* Practice visualizing that perfect performance.

* Set goals, from instant to long-term.

* Be a proponent of positive self-talk.

Sighs Brennan: "It's a seductive world. It takes a mentally tough person to handle it. Being negative is a real energy drainer." Coaches generally understand, which is why they gravitate toward any perceived advantage. Mental toughness sits atop most lists.

Fred Akers, the former University of Texas football coach (86-31-2; two conference championships), would have his players stretch out in a hotel meeting room the night before a game. Akers would conjure up images, telling the players to think: "I will be electric. I will rattle their headgear." Some players took it to heart and worked on it. Heisman Trophy winner Earl Campbell was one who believed. Others focused on the coming movie they'd get to watch.

Brennan, also a high school and college basketball official, officiated at a game not long ago when a player badly missed a free throw that could have won the game. Laments Brennan, "He might as well have been wearing a sign: 'I lack mental toughness.' " An episode like this - choking, really - is an example of fear taking precedent over talent.

What makes the low-key Brennan effective are his own life experiences, which have provided him with plenty of mental-toughness opportunities. His dad, John, a cattle buyer, was killed when Brennan was 8. John left behind almost no insurance, three children, and a wife who worked as a minimum-wage school cook. "I had to have mental toughness in order to survive."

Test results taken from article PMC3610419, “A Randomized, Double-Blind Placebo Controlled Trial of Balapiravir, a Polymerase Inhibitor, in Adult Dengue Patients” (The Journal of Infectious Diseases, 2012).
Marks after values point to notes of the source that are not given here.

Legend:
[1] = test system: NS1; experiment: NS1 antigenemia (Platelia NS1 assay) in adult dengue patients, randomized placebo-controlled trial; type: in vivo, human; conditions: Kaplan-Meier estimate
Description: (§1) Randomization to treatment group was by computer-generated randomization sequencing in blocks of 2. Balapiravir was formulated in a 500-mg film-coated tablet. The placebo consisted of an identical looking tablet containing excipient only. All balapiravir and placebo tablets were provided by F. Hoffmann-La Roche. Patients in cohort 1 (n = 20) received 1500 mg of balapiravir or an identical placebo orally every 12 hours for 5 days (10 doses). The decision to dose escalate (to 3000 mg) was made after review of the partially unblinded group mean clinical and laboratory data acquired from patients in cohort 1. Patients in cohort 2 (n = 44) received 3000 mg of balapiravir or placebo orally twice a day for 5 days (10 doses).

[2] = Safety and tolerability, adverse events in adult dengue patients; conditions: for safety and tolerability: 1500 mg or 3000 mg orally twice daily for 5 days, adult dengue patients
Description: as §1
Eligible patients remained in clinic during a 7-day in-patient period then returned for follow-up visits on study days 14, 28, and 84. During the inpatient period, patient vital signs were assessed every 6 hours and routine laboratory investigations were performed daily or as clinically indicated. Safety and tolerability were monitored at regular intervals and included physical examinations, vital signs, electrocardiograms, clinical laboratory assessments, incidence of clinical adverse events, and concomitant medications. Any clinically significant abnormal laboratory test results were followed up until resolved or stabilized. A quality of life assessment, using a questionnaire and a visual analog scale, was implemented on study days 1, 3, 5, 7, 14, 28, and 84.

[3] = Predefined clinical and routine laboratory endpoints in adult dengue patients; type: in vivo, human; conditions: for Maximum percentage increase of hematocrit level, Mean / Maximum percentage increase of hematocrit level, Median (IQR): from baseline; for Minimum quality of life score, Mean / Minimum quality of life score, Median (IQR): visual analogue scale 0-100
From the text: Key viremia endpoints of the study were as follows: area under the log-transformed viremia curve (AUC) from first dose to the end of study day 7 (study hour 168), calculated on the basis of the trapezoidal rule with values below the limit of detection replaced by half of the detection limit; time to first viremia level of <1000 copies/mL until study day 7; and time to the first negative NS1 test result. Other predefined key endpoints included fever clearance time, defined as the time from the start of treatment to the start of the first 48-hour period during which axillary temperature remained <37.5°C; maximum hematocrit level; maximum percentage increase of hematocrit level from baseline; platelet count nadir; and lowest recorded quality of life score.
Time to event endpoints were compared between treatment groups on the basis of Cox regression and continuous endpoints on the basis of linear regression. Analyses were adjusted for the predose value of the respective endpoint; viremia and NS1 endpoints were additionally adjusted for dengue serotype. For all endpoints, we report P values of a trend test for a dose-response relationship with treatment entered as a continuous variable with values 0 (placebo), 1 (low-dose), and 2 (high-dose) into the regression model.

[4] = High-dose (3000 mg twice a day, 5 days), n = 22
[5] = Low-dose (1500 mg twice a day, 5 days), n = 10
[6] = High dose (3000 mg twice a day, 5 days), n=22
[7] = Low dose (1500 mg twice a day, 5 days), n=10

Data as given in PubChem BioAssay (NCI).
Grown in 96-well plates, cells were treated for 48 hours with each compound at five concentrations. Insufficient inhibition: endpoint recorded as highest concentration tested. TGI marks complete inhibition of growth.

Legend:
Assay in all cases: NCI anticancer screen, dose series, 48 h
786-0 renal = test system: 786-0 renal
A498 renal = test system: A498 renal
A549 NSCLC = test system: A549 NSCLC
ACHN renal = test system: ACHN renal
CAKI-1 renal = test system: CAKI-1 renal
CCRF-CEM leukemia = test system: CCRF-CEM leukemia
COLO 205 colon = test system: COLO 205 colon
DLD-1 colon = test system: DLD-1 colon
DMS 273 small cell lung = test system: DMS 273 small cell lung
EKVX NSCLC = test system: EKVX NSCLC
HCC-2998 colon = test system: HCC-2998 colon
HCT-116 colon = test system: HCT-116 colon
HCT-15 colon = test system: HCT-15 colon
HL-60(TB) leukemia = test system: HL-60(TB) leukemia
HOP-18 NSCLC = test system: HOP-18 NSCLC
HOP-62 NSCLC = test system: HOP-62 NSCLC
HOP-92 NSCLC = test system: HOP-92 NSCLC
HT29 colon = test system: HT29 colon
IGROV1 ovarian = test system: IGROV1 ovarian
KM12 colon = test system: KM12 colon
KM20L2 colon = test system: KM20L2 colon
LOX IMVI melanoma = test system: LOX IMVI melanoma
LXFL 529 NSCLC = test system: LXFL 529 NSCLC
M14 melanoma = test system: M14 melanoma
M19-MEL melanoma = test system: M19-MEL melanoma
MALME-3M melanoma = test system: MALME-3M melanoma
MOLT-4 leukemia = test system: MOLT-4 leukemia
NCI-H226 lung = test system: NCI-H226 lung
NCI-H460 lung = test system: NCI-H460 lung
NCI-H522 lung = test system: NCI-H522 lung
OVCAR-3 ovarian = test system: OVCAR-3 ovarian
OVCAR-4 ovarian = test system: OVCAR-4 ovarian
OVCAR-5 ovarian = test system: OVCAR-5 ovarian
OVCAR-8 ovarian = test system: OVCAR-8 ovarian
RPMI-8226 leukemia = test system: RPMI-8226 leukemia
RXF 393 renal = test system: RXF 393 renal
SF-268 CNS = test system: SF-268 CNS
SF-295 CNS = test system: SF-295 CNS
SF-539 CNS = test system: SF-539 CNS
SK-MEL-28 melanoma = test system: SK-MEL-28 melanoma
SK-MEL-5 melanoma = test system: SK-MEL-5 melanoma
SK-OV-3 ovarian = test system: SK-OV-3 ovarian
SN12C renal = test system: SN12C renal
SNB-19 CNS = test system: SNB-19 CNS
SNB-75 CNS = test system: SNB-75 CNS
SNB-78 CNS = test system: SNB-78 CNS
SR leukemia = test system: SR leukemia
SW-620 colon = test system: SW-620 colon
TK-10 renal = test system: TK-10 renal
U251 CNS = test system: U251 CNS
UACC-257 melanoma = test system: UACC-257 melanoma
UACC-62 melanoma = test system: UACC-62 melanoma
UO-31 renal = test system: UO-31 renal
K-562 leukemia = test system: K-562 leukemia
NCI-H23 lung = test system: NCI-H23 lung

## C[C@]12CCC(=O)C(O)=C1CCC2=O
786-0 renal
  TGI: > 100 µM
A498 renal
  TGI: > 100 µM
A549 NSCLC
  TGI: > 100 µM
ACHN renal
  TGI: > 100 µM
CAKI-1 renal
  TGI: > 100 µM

Along the way, Brennan failed in his quest to be student-council president at Ryan High in Omaha, Neb. He couldn't get a basketball scholarship to the University of Nebraska, was cut from the baseball team, was turned loose from his first coaching job in a staff reduction, and got fired from another. And twice in the '90s, he has run for the Nebraska Board of Regents and, well, you know.

Brennan and Jensen agree that a key factor is "overcoming past learning." An athlete always destroyed by defeat in the past will have a difficult battle getting back to the top of Mt. Mental Toughness. Brennan, for all his advocacy, says a downside of the mental aspect is "expecting too much of it, thinking of it as a cure-all and end-all."

No downside

True. A mental toughness giant with no talent won't succeed. Conversely, a person overloaded with talent but no mental toughness will have some success - but nowhere near what the talent should produce. But sports psychologist Dan Smith sees it as a classic win-win: "I see no downside to practicing mental toughness. It can't hurt. It can only help or have no effect."

The technique can be simple. Brennan - who is sure the next phone call will be news of a big deal - says that the best thing is to visualize the most stressful situation with which you may have to cope. Then, see a successful outcome. "What you are doing," he says, "is scripting your responses to situations before they happen - if they happen at all. It's the consummate life-survival skill."

The phone rings. A big deal? Brennan listens, then says, "No, I'm sorry, you have the wrong number."

Maybe next time, huh Steve?

"Sure." He smiles a very confident and mentally tough smile.

* Douglas S. Looney's e-mail address is